Fix leaks and draughts before the cold sets in to wrap up winter savings!
Who wants to think about winter when we continue to live in hope of some warm and sunny summer weather?
Yet thanks to the ongoing cost-of-living crisis and spiralling energy prices, now is the perfect time to start preparing our homes for the cooler days ahead.
Teeing up a property before winter bites can make it more energy efficient and help cut household bills.
Let it bleed
Winterproof: Thanks to the ongoing cost-of-living crisis and spiralling energy prices, now is the perfect time to start preparing our homes for the cooler days ahead
Test your radiators — switch them on then feel to gauge the temperature, checking there are no cold spots, that the thermostatic valves work and that there are no leaks.
‘Before the heating season, bleed the air from the radiator circuit and top up the pressure,’ says Michael Holmes, property expert for the Homebuilding & Renovating Show.
‘Ensure the corrosion inhibitor in the system is topped up at the same time to extend the boiler’s life. Each eight to ten years, the whole radiator system should be drained and flushed to remove rust and debris.’
And book an annual service with a Gas Safe registered engineer.
Cracked or missing roof tiles can lead to leaks and flooding, which in turn could invalidate your home insurance if poor upkeep leads to weather damage.
Get a professional to inspect the roof. And if you can see daylight coming through in your loft, it means rain can get in.
A common problem in the run up to winter is blocked gutters and downpipes. This can lead to overflows and damp in the structure of the building, says Lucian Quatermass, a partner at Deepdean Design. ‘Clearing gutters also gives you a good opportunity, when at roof level, to check the tiles and slates.’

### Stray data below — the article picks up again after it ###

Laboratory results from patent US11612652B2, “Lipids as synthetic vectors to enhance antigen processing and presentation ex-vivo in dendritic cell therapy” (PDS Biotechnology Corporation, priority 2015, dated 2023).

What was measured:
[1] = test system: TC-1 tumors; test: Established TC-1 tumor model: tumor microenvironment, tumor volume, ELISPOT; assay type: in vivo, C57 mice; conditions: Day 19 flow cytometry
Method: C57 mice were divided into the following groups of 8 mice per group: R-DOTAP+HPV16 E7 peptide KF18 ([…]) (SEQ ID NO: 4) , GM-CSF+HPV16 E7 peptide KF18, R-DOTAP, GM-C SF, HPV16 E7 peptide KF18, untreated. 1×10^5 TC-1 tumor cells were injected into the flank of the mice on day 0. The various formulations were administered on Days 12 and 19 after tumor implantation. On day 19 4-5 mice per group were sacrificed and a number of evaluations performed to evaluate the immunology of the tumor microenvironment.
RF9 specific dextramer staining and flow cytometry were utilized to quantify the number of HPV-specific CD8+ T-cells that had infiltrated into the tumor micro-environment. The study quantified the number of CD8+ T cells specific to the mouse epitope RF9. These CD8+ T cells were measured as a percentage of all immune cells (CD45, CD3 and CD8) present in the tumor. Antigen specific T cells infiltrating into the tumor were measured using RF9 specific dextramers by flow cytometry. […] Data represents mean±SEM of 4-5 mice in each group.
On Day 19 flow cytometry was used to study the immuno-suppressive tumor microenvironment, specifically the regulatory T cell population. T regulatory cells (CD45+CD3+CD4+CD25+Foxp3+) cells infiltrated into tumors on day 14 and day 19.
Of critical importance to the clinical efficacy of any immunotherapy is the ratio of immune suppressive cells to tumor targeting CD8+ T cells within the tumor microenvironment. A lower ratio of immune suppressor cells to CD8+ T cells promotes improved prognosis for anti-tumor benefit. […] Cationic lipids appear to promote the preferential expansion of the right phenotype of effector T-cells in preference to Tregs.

Insulate your loft
Loft insulation is vital to stop heat escaping. ‘Remember that the recommended depth of loft insulation has increased in the past 30 years,’ says Lucian Quatermass. ‘It should be at least 270 mm, but this should be checked and added as necessary.’
If you already have insulation, check that it is in good shape.
‘The condition of the insulation is also important, it may have been poorly installed, become squashed which will reduce its effectiveness or be compromised by mice, birds or even squirrels.
‘The insulation should also not be blocking any airflow as this can lead to condensation problems and even rotten timbers. In some cases grants are available for work to the loft insulation.’
Seal of draughts
Draughts not only make your home cold, but are also an indication your property is losing heat. So, during these long, light days of summer, examine window and door frames to ensure they remain watertight and use weather stripping or caulking to combat any draughts, cracks or leaks.
Architect Peregrine Mears suggests a simple way to look for draughts. ‘Hold a candle flame and move it around the perimeter of the window; if the flame bends or moves, it probably means there is a draught coming through the window frame.’
An open chimney flue could be another source of heat loss.
‘This can be resolved easily and inexpensively with a Chimney Balloon (chimneyballoon.co.uk), a Chimney Sheep (chimneysheep.co.uk) or Chimney Umbrella (chimella.com) that’s inserted up the flue when it is not in use,’ says Michael Holmes.
And add a draught excluder to your summer shopping list — an easy way to prevent warmth escaping through windows and doors.
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